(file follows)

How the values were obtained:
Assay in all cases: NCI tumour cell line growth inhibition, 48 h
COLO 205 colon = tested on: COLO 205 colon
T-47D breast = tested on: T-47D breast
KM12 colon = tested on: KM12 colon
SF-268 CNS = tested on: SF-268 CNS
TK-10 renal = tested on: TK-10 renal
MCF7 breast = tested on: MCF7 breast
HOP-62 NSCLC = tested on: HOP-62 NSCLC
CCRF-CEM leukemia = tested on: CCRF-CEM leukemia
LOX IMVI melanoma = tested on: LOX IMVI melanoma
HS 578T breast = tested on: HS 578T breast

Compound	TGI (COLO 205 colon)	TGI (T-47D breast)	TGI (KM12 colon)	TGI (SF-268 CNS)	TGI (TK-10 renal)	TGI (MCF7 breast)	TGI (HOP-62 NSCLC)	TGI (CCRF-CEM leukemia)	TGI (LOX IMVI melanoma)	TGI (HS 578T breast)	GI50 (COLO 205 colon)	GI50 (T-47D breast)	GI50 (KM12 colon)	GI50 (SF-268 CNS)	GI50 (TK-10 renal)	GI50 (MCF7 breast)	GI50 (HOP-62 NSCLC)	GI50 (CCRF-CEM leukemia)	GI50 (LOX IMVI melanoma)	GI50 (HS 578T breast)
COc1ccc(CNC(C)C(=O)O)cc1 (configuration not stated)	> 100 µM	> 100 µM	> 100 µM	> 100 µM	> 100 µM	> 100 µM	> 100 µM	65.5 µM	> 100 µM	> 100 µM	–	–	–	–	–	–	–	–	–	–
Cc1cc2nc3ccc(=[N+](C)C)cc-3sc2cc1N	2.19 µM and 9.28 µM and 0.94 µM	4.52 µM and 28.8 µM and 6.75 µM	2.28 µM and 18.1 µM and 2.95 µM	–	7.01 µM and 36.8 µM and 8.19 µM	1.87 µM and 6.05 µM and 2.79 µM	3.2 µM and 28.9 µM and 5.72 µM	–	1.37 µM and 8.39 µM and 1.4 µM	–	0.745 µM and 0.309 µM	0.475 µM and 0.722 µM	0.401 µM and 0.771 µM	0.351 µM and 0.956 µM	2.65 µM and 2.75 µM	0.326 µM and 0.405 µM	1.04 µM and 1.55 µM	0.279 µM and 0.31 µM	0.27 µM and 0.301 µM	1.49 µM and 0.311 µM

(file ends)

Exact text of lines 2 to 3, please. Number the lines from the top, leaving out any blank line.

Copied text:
Assay in all cases: NCI tumour cell line growth inhibition, 48 h
COLO 205 colon = tested on: COLO 205 colon